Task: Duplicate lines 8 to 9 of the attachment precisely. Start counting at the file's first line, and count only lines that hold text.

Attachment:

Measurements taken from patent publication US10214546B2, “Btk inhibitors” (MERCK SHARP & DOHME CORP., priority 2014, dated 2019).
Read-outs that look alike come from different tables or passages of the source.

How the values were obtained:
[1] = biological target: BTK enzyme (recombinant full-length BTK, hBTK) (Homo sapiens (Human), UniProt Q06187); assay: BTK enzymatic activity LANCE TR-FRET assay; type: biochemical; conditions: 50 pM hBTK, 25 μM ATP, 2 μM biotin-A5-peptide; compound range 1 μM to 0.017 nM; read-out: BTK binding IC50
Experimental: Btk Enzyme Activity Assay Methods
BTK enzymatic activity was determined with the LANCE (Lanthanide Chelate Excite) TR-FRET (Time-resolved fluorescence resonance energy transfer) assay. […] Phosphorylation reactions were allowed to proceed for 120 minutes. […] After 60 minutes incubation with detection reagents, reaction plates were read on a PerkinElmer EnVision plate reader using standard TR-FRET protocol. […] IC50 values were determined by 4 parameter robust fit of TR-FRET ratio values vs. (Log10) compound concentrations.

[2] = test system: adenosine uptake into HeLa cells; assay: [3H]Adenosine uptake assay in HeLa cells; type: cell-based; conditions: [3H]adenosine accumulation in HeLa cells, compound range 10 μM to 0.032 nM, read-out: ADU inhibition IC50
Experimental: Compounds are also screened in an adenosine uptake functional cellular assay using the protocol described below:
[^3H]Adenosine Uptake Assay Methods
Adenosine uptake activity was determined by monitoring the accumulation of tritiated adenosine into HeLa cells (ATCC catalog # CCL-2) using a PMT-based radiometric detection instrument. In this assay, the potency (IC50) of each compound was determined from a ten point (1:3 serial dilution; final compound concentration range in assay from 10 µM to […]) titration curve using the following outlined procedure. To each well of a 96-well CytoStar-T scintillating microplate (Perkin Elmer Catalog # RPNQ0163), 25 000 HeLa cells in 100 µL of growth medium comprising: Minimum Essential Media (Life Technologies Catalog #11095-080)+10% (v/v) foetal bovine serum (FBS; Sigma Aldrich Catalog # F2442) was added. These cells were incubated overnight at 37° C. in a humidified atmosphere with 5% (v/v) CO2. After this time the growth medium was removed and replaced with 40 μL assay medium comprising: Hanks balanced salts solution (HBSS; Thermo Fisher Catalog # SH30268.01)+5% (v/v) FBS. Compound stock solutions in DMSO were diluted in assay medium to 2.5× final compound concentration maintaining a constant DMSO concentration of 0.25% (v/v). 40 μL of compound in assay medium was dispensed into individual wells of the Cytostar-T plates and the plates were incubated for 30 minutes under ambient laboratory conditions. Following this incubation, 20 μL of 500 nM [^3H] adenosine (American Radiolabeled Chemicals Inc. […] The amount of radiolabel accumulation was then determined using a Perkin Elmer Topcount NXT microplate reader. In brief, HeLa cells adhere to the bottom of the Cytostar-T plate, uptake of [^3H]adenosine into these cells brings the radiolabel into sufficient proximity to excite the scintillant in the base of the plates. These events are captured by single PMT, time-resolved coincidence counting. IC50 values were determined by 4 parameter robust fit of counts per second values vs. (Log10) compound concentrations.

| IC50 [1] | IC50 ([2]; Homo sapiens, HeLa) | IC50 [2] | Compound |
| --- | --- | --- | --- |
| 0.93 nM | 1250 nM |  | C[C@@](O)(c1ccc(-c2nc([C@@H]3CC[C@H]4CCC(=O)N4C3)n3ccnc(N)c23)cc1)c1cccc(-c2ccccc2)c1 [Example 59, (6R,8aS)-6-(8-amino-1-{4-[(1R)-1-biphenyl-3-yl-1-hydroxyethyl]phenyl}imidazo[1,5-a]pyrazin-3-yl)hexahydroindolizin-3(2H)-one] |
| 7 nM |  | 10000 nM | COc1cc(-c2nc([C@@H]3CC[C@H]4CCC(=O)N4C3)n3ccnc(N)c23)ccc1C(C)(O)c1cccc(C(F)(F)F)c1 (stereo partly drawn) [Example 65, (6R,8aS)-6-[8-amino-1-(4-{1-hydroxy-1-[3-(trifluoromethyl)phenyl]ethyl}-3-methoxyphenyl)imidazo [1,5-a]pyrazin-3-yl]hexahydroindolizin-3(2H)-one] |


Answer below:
Experimental: Compounds are also screened in an adenosine uptake functional cellular assay using the protocol described below:
[^3H]Adenosine Uptake Assay Methods